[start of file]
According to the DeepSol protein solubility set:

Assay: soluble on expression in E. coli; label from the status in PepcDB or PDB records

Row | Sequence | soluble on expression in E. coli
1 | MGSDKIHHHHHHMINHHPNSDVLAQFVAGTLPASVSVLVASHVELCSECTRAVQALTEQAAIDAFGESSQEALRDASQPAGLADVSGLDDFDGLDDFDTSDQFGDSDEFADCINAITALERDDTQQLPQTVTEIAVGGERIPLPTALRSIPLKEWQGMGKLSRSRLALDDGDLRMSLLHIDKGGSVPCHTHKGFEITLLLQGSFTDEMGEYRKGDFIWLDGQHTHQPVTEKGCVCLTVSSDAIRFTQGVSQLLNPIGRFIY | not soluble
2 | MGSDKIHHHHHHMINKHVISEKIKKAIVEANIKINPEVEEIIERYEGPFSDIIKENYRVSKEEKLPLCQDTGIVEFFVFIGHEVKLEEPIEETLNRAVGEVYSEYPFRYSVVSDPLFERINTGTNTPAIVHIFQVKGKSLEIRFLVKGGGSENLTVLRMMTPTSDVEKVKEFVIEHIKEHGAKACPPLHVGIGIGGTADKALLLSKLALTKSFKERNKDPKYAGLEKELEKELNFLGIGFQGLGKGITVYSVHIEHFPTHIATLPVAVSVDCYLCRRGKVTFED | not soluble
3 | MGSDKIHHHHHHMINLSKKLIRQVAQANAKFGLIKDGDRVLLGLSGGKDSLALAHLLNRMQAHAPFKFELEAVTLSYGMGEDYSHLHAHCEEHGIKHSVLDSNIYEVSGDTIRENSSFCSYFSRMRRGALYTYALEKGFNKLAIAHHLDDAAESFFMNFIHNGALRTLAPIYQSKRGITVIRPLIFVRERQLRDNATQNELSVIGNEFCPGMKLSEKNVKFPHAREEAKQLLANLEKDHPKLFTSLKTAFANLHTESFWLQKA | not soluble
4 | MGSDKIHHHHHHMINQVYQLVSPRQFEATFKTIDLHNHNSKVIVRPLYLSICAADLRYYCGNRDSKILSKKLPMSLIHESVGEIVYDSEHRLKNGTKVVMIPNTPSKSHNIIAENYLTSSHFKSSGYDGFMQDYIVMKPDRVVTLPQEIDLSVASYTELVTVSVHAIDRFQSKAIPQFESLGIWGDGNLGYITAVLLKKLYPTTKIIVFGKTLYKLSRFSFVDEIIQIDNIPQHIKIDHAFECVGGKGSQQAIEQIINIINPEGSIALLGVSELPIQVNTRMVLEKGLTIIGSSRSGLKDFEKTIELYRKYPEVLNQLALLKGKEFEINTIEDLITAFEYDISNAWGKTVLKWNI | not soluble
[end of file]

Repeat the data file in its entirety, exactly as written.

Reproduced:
According to the DeepSol protein solubility set:

Assay: soluble on expression in E. coli; label from the status in PepcDB or PDB records

Row | Sequence | soluble on expression in E. coli
1 | MGSDKIHHHHHHMINHHPNSDVLAQFVAGTLPASVSVLVASHVELCSECTRAVQALTEQAAIDAFGESSQEALRDASQPAGLADVSGLDDFDGLDDFDTSDQFGDSDEFADCINAITALERDDTQQLPQTVTEIAVGGERIPLPTALRSIPLKEWQGMGKLSRSRLALDDGDLRMSLLHIDKGGSVPCHTHKGFEITLLLQGSFTDEMGEYRKGDFIWLDGQHTHQPVTEKGCVCLTVSSDAIRFTQGVSQLLNPIGRFIY | not soluble
2 | MGSDKIHHHHHHMINKHVISEKIKKAIVEANIKINPEVEEIIERYEGPFSDIIKENYRVSKEEKLPLCQDTGIVEFFVFIGHEVKLEEPIEETLNRAVGEVYSEYPFRYSVVSDPLFERINTGTNTPAIVHIFQVKGKSLEIRFLVKGGGSENLTVLRMMTPTSDVEKVKEFVIEHIKEHGAKACPPLHVGIGIGGTADKALLLSKLALTKSFKERNKDPKYAGLEKELEKELNFLGIGFQGLGKGITVYSVHIEHFPTHIATLPVAVSVDCYLCRRGKVTFED | not soluble
3 | MGSDKIHHHHHHMINLSKKLIRQVAQANAKFGLIKDGDRVLLGLSGGKDSLALAHLLNRMQAHAPFKFELEAVTLSYGMGEDYSHLHAHCEEHGIKHSVLDSNIYEVSGDTIRENSSFCSYFSRMRRGALYTYALEKGFNKLAIAHHLDDAAESFFMNFIHNGALRTLAPIYQSKRGITVIRPLIFVRERQLRDNATQNELSVIGNEFCPGMKLSEKNVKFPHAREEAKQLLANLEKDHPKLFTSLKTAFANLHTESFWLQKA | not soluble
4 | MGSDKIHHHHHHMINQVYQLVSPRQFEATFKTIDLHNHNSKVIVRPLYLSICAADLRYYCGNRDSKILSKKLPMSLIHESVGEIVYDSEHRLKNGTKVVMIPNTPSKSHNIIAENYLTSSHFKSSGYDGFMQDYIVMKPDRVVTLPQEIDLSVASYTELVTVSVHAIDRFQSKAIPQFESLGIWGDGNLGYITAVLLKKLYPTTKIIVFGKTLYKLSRFSFVDEIIQIDNIPQHIKIDHAFECVGGKGSQQAIEQIINIINPEGSIALLGVSELPIQVNTRMVLEKGLTIIGSSRSGLKDFEKTIELYRKYPEVLNQLALLKGKEFEINTIEDLITAFEYDISNAWGKTVLKWNI | not soluble